Some common symptoms of empty nest syndrome include –
• A loss of a sense of purpose.
• Crisis of identity.
Sometimes these can also manifest as physical symptoms, such as trouble sleeping, headaches, stomach problems, a decrease or increase in appetite.
If your symptoms persist or you are struggling to cope, it is always best to seek professional advice. Talk to your doctor, a qualified registered therapist, or another certified medical professional.
As was said previously, for most Mums and Dads the feelings are temporary, and will pass as the parent moves forward with their own life.
Here are some measures you can take to deal with the upcoming changes, both ahead of your child departing and to assist with the transition once they have gone.
Before they go …
Enjoy the time you have together. Engage with your child, share some fun experiences. Talk, laugh, revel in each other’s company. Encourage them to open up and talk to you, maybe discuss their plans, worries or fears. Knowing that you made the best of the time you had with them, once they are away will help you feel good about yourself, and not add to your sadness with negative emotions like grief and shame over your behaviour.
Make a list of all the positives about having the house (and your time) to yourself again. You will be able to eat what you want, you won’t be playing taxi-driver, you won’t be cleaning up after them, etc etc….
Start arranging some fun stuff for you to look forward to. Lunch with friends, visit a museum, take a trip. Having things in the diary to look forward to will help ease the heartache.
Once they are gone …
Process the feelings, grief, loss, and sadness. Accept that your emotions are real, and that it is okay to feel them. Talk to trusted friends or find a good therapist that you feel comfortable with.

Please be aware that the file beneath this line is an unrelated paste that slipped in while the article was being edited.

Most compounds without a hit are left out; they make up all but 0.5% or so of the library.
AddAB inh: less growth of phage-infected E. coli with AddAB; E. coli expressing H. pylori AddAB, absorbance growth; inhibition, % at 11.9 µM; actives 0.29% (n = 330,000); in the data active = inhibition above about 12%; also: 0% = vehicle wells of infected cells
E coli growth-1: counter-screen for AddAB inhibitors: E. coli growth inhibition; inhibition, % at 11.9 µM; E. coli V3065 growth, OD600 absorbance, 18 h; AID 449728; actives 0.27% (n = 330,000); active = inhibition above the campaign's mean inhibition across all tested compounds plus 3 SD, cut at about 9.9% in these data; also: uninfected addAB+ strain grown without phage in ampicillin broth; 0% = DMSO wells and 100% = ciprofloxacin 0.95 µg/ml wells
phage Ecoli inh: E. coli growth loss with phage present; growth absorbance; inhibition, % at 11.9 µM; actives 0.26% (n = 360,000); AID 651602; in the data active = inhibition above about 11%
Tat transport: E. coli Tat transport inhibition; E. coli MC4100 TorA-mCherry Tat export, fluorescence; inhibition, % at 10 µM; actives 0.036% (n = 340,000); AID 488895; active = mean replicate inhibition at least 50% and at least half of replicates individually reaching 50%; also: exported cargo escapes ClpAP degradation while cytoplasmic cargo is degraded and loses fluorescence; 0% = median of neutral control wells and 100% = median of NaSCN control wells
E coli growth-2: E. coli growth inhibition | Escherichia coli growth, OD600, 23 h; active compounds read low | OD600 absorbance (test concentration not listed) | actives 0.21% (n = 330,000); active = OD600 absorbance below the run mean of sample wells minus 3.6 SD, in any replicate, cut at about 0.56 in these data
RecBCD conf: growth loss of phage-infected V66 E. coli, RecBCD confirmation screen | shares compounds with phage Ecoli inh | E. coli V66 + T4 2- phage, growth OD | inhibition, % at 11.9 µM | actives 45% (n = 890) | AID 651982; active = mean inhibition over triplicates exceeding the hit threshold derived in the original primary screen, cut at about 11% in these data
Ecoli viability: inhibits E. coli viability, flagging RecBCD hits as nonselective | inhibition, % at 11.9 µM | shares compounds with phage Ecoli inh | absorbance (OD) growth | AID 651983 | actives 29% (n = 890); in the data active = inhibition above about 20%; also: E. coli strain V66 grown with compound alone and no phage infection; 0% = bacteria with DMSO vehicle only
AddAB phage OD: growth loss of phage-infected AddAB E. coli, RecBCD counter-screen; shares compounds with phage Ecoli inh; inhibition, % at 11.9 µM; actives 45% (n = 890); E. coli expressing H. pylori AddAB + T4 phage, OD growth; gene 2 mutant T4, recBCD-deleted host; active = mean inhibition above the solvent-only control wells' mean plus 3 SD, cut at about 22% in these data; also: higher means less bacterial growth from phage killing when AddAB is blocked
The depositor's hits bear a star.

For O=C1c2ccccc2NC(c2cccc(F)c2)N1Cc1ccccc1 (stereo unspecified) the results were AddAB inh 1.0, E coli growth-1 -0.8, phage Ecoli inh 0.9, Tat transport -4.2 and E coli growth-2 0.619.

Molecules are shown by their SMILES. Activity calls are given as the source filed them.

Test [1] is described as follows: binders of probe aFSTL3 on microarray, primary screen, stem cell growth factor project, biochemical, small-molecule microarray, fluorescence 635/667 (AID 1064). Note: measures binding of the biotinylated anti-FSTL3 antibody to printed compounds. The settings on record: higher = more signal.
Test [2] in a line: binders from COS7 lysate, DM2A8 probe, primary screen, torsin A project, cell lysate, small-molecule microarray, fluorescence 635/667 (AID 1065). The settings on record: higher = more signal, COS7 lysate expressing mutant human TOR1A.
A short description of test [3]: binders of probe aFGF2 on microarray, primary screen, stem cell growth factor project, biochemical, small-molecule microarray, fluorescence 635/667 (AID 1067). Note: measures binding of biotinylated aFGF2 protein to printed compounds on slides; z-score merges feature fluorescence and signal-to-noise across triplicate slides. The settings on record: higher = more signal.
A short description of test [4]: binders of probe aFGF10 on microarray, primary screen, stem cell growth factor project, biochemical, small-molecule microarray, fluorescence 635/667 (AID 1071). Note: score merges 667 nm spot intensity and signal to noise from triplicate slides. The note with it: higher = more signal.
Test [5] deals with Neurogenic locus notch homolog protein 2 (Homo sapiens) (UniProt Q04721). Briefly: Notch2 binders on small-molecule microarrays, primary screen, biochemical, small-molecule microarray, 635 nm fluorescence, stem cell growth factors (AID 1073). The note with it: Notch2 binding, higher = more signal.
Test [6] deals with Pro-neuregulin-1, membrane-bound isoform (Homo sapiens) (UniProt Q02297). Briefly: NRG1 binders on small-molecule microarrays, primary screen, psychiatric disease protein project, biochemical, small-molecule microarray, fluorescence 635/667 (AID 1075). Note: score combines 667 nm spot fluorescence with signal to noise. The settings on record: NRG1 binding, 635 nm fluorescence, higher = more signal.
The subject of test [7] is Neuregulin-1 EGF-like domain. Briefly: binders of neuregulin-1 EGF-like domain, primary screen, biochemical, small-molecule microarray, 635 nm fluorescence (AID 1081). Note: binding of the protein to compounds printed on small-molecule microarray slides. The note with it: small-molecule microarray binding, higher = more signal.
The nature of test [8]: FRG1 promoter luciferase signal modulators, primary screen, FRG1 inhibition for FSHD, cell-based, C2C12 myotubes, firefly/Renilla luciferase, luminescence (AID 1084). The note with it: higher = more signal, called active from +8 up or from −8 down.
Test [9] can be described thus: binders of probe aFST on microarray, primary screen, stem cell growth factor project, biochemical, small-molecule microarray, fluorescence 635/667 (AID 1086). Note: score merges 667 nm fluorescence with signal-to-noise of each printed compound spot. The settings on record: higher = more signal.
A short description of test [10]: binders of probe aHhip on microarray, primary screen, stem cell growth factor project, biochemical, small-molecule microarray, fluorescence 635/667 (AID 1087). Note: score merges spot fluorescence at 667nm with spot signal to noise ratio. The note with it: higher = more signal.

Consider taking up a new activity, or possibly reignite an old hobby that had to be put on hold whilst the children were growing up. Start a class, join a club, do some volunteer work. Do something that gets you out of the house and meeting people.
Think about going back to work or starting a new job (maybe even for the first time). Give yourself a challenge that will engage you mentally or physically, so you are not continuously thinking about what you have lost.
Recognise that you are still a parent, your role has just changed. Organise a regular time (that works for both sides) and catch up with your child, use technology (video messaging, zoom etc) to your advantage.
Don’t turn to substances or unhealthy behaviours, (i.e., alcohol and drugs or gambling and compulsive shopping) to self-medicate against your loss or to try and deal with the feelings of grief.
The sooner you ask for help. The sooner things will improve.
At our luxury residential rehab centre, based on the beautiful Spanish island of Ibiza, we offer a range of therapies for the treatment of substance abuse problems, drug and alcohol addiction, and mental health disorders such as anxiety and depression.